You may begin your studies in the fall or spring semester.
Yes, we encourage you to attend a Graduate Gallatin Information Session.
You must propose a clear, focused, and cohesive program at the time of application and discuss a specific area of concentration in your Statement of Purpose. While you are not expected to know exactly which courses you will be taking, you should have a good idea as to which departments are relevant to your program of study and how you plan to integrate them. As you will be taking the majority of your courses outside of Gallatin, you should become familiar with the course offerings throughout NYU. You should attach to your Statement of Purpose a potential list of courses (with course numbers). Of course, if you attend Gallatin, your course selection will evolve over time, as you consult with your adviser.
Yes, but we prefer that the statement be approximately 1100 words plus your proposed course list.
No, Gallatin does not require any standardized testing such as the GRE. If you have taken a standardized test and done well, you may submit the score.
Yes, in fact many of our graduate students attend part-time. Most graduate courses throughout the University are offered in the evening. You may even start out by taking one course at a time. Keep in mind, though, that you must be registered for at least six credits to receive financial aid.
This often happens and it is not a problem at all. We will keep your credentials on file until your application has been received.
The application deadline refers to the receipt of the application itself. Your credentials may follow. Of course, your file will not be reviewed until all credentials have been received.
Yes. We require two letters of recommendation, but you may submit additional letters, if you wish.
Supplementary materials are not required. If you would like to submit supplementary materials such as artistic portfolios, writing samples etc., you are welcome to email them to John Bradley. If possible please send links including a title for each. When sending please indicate: "Supplemental Materials for your name " in the subject line.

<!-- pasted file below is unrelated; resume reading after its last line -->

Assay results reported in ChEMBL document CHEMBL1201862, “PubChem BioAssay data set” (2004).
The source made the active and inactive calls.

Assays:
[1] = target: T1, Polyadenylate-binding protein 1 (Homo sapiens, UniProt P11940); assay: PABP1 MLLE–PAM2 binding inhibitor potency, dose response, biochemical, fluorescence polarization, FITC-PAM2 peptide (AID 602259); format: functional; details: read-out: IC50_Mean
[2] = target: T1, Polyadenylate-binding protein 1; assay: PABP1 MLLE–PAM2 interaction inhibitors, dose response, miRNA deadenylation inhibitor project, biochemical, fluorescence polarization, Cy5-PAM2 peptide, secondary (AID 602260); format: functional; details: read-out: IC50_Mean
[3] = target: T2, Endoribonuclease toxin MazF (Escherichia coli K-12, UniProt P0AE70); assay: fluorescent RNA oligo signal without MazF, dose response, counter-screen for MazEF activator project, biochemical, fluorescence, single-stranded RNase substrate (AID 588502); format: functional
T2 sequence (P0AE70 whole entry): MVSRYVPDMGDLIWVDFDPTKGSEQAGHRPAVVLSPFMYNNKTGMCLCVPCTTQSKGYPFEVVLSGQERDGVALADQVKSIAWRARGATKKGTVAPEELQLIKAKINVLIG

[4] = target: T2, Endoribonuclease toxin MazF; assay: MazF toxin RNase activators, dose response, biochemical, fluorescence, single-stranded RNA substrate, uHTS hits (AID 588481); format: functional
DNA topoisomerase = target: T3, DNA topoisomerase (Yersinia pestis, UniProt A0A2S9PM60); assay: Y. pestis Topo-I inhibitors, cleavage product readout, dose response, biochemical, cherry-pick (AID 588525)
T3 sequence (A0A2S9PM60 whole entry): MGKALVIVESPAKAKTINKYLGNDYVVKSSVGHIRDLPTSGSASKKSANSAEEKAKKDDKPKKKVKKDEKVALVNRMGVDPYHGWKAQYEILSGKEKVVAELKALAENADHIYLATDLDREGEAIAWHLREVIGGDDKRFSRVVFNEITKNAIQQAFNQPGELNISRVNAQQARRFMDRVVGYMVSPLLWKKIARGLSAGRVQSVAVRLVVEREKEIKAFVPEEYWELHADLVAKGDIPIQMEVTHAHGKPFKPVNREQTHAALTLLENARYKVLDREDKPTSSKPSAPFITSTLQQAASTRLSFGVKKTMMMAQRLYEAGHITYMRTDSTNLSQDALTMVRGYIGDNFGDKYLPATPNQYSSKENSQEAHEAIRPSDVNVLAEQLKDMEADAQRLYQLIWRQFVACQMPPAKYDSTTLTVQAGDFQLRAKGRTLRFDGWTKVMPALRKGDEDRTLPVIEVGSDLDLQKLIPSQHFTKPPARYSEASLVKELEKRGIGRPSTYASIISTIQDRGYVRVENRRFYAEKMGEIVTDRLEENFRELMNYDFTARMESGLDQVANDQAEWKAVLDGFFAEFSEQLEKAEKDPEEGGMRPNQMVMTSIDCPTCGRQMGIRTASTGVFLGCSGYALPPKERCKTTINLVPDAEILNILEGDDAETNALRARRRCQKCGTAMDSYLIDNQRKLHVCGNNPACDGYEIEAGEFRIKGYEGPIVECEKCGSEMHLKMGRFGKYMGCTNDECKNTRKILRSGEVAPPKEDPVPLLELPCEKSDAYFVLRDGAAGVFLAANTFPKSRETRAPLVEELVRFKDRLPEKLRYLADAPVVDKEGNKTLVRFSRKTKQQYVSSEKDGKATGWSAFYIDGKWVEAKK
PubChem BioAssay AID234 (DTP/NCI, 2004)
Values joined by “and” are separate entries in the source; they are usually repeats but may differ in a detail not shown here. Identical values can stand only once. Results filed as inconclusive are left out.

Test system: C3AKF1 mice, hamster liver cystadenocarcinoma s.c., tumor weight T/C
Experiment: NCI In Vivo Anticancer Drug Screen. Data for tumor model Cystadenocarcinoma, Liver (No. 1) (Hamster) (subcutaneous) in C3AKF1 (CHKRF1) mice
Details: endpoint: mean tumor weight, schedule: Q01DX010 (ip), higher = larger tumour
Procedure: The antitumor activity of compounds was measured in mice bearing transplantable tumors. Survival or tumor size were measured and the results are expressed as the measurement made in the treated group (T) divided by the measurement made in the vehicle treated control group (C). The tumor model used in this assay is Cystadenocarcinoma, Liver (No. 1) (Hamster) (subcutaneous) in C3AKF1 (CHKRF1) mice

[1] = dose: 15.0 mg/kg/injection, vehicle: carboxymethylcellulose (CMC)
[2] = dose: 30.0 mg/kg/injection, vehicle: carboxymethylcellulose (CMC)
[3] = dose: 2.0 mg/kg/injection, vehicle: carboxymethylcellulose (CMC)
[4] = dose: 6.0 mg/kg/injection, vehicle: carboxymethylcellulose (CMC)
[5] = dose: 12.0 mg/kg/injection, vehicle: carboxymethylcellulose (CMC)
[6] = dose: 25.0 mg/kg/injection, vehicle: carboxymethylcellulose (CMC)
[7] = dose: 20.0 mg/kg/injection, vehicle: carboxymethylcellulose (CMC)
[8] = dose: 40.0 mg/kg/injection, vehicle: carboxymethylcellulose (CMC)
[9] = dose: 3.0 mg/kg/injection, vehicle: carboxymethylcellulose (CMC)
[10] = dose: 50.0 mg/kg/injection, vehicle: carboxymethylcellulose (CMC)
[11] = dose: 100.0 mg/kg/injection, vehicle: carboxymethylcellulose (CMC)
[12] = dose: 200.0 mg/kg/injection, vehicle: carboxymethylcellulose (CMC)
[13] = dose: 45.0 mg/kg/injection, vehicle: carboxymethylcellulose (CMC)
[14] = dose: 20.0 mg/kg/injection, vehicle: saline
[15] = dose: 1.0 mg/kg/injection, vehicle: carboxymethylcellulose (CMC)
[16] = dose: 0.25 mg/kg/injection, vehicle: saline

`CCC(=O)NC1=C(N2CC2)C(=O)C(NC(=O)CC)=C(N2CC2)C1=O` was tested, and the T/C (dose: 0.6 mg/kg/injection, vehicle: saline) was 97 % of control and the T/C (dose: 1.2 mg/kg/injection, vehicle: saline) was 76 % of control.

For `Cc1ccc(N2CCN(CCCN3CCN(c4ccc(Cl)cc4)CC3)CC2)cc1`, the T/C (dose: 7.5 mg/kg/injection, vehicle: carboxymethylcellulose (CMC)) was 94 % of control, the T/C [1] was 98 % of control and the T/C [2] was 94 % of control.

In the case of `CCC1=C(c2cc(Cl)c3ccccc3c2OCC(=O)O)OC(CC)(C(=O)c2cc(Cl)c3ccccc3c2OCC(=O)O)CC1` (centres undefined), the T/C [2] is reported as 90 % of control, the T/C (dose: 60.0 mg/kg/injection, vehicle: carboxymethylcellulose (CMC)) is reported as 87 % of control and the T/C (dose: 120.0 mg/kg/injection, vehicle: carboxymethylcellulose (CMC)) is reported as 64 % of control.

Yes. You may apply to several NYU graduate schools. However, each school requires that you submit its own application and credentials.
Gallatin students range in age from their 20's to their 70's. Some students come to Gallatin directly from undergraduate school while some are professionals who have been working in their fields or who have been out of school for other reasons. Be sure to include a resume with your application. In your Statement of Purpose, be sure to discuss your professional background. While the undergraduate record is an important factor in the admissions decision, we review the entire profile of a student, particularly if you have not recently attended college.
Full-time students usually complete the degree in 2 to 2 1/2 years, and you are given 6 years in which to complete the degree. Part-time students usually take 3 to 6 years to complete the M.A. degree.
While most NYU courses are open to Gallatin students, there are restrictions in some areas.
Some courses in the Tisch School of the Arts are open only to Tisch students, including courses in the departments of acting, dance, dramatic writing, and set, lighting and costume design. However, Gallatin students are able to pursue these areas through other courses in the University, such as Gallatin Arts Workshops; the Steinhardt School’s departments of Dance Education and Educational Theatre; and Gallatin’s Private Lessons in professional studios. Tisch also offers an excellent array of courses through the Tisch Open Arts Curriculum, where courses in the arts are open to non-Tisch students. Graduate level Open Arts classes are available to Gallatin students.
If you are interested in film production, keep in mind that non-Tisch students are not able to take film courses in the graduate film department. However, you may take up to 12 credits in the undergraduate Department of Film and Television. The Department of Film and Television is the only one in which we allow our students to take undergraduate courses. You may also take graduate courses in film and television in the Tisch Open Arts Curriculum.
Gallatin students do not have access to classes in the medical or dental schools. Law school classes are open to Gallatin students with permission of the instructor.
Most students at the graduate level do not study abroad. But if it is relevant to your program, it is certainly possible, if it is carefully planned. If you wish to study abroad, it is recommended that you participate in an NYU Study Abroad Program.